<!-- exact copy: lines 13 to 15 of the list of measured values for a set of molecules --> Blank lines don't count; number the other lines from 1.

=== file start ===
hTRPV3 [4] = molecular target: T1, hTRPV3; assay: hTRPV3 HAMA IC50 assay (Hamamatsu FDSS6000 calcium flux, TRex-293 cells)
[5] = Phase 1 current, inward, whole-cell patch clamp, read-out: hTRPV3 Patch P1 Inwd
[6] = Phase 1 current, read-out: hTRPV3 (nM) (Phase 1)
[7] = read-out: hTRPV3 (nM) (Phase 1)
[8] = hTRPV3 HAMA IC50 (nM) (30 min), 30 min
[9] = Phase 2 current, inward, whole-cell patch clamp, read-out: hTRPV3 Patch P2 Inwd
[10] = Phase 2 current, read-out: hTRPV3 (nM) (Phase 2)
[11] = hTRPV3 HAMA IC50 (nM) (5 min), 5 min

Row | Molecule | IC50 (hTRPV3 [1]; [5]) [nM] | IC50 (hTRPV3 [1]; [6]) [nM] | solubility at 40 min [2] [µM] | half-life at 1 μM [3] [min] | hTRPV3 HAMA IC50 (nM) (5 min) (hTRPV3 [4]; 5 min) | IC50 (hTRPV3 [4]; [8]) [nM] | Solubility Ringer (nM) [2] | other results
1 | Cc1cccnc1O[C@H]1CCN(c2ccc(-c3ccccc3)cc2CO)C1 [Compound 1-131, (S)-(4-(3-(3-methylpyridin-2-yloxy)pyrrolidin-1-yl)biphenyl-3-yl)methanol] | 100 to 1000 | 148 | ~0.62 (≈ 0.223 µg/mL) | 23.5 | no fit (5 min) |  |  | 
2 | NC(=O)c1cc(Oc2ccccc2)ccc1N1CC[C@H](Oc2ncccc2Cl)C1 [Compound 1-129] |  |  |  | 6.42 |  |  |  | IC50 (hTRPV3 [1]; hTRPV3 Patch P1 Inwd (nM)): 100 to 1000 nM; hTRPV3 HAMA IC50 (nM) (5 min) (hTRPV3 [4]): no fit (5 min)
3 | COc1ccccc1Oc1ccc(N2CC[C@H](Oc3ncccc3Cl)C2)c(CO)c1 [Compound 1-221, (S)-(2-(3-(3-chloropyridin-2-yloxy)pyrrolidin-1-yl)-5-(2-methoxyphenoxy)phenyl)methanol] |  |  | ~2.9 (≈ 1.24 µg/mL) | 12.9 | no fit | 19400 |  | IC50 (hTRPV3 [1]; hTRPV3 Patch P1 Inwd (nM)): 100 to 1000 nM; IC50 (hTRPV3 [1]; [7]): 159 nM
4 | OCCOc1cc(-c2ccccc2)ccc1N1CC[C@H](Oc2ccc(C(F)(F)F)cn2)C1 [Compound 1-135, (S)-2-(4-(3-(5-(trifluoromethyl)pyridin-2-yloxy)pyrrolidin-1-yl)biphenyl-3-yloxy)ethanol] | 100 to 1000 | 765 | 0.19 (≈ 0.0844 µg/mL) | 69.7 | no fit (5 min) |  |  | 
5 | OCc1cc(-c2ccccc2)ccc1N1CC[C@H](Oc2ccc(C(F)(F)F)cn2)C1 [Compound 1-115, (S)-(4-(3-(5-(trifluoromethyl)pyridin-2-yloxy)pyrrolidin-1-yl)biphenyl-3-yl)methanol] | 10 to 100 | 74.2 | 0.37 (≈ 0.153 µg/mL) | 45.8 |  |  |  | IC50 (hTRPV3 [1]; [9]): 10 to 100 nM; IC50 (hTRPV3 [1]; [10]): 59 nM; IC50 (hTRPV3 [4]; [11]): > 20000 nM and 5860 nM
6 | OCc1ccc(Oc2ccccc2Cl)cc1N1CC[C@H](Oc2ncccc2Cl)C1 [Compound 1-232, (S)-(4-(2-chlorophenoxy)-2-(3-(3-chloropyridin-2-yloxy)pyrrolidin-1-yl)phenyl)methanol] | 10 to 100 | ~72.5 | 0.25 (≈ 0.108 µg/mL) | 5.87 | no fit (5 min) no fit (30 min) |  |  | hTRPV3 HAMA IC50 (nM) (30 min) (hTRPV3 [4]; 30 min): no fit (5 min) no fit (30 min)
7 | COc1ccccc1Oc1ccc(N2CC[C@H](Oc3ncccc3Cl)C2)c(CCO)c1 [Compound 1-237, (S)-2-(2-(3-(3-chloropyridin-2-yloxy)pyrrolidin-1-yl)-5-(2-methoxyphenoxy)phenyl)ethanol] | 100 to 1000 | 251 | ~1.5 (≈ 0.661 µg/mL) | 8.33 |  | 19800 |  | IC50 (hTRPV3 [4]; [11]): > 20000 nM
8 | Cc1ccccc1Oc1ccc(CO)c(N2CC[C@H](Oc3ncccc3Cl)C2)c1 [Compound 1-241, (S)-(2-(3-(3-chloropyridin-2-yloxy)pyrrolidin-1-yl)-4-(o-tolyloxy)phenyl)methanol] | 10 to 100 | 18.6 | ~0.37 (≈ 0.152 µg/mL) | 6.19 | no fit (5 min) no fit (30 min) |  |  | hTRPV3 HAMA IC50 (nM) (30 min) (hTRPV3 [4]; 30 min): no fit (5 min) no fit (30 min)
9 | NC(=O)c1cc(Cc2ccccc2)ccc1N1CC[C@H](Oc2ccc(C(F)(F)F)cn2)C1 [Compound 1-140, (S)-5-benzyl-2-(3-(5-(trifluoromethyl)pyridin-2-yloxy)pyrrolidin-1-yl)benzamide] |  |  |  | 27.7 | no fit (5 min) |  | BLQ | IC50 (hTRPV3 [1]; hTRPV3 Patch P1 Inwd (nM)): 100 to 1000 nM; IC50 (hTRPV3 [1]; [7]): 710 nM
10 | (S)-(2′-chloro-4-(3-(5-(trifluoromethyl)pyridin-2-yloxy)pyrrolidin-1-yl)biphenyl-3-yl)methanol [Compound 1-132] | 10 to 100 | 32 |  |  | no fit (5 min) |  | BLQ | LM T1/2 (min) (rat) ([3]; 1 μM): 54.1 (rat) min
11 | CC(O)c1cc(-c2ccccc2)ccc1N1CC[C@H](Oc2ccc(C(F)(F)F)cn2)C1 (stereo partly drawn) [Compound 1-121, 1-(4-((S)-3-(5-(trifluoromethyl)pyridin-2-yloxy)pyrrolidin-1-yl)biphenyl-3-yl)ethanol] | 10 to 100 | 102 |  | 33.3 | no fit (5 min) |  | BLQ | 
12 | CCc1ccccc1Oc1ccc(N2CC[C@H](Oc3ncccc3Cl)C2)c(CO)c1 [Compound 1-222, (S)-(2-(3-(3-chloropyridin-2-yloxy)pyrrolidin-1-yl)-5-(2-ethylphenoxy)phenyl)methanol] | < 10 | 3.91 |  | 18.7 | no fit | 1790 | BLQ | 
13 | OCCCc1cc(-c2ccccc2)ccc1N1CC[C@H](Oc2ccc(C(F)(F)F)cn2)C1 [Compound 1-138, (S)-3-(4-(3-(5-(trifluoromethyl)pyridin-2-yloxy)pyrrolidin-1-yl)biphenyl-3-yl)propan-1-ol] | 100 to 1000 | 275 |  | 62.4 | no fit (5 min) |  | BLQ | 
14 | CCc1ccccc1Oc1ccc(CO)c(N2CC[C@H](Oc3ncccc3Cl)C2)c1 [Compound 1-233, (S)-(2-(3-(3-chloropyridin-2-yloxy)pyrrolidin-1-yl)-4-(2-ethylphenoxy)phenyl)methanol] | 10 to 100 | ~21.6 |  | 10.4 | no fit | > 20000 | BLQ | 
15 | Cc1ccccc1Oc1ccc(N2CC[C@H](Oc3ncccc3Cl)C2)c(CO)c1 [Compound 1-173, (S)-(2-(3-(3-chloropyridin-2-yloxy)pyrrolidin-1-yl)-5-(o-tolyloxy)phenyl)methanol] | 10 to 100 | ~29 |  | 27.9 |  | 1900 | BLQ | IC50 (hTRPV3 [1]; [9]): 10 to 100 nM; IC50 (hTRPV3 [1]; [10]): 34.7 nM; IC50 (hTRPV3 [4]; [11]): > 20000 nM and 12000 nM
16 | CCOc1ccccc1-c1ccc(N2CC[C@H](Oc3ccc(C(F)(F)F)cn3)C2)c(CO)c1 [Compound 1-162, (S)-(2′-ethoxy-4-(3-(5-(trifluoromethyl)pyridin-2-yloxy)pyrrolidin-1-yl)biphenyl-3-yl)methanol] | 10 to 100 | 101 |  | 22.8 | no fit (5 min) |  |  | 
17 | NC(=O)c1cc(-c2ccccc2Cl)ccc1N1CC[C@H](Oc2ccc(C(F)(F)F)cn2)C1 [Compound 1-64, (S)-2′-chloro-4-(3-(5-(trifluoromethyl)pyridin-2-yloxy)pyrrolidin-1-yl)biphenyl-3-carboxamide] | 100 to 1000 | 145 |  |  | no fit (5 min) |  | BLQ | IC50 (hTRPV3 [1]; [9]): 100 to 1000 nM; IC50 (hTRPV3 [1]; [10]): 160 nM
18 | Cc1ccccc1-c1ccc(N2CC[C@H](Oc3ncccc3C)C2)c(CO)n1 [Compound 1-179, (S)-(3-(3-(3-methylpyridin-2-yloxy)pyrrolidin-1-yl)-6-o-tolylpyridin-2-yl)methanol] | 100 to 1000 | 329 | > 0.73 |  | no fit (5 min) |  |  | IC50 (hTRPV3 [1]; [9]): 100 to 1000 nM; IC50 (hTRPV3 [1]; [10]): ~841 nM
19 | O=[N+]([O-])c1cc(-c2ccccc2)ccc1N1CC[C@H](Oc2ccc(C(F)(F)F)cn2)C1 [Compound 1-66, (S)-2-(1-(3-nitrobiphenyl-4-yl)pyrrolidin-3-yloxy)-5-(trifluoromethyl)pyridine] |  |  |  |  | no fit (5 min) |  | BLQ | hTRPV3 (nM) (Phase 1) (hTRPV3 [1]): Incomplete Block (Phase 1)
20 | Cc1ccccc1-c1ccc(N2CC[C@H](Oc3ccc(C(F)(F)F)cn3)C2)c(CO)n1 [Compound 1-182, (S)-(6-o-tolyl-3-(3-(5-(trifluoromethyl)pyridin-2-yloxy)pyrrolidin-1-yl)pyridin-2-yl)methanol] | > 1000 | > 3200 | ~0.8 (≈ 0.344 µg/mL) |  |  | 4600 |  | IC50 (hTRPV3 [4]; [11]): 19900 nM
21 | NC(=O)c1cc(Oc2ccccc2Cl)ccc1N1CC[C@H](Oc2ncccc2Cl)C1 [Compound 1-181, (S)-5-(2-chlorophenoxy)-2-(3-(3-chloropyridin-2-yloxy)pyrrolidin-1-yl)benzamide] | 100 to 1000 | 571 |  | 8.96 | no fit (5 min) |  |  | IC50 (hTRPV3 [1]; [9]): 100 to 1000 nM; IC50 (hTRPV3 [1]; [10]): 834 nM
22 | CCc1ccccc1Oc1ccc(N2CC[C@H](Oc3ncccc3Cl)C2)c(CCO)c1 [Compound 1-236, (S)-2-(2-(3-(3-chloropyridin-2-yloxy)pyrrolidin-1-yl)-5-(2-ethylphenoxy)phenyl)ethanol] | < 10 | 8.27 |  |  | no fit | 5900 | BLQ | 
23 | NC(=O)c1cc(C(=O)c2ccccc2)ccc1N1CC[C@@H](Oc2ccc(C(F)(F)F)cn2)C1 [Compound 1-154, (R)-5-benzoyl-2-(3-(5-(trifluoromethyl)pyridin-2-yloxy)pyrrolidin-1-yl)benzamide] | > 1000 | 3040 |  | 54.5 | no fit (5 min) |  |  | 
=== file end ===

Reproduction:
4 | OCCOc1cc(-c2ccccc2)ccc1N1CC[C@H](Oc2ccc(C(F)(F)F)cn2)C1 [Compound 1-135, (S)-2-(4-(3-(5-(trifluoromethyl)pyridin-2-yloxy)pyrrolidin-1-yl)biphenyl-3-yloxy)ethanol] | 100 to 1000 | 765 | 0.19 (≈ 0.0844 µg/mL) | 69.7 | no fit (5 min) |  |  | 
5 | OCc1cc(-c2ccccc2)ccc1N1CC[C@H](Oc2ccc(C(F)(F)F)cn2)C1 [Compound 1-115, (S)-(4-(3-(5-(trifluoromethyl)pyridin-2-yloxy)pyrrolidin-1-yl)biphenyl-3-yl)methanol] | 10 to 100 | 74.2 | 0.37 (≈ 0.153 µg/mL) | 45.8 |  |  |  | IC50 (hTRPV3 [1]; [9]): 10 to 100 nM; IC50 (hTRPV3 [1]; [10]): 59 nM; IC50 (hTRPV3 [4]; [11]): > 20000 nM and 5860 nM
6 | OCc1ccc(Oc2ccccc2Cl)cc1N1CC[C@H](Oc2ncccc2Cl)C1 [Compound 1-232, (S)-(4-(2-chlorophenoxy)-2-(3-(3-chloropyridin-2-yloxy)pyrrolidin-1-yl)phenyl)methanol] | 10 to 100 | ~72.5 | 0.25 (≈ 0.108 µg/mL) | 5.87 | no fit (5 min) no fit (30 min) |  |  | hTRPV3 HAMA IC50 (nM) (30 min) (hTRPV3 [4]; 30 min): no fit (5 min) no fit (30 min)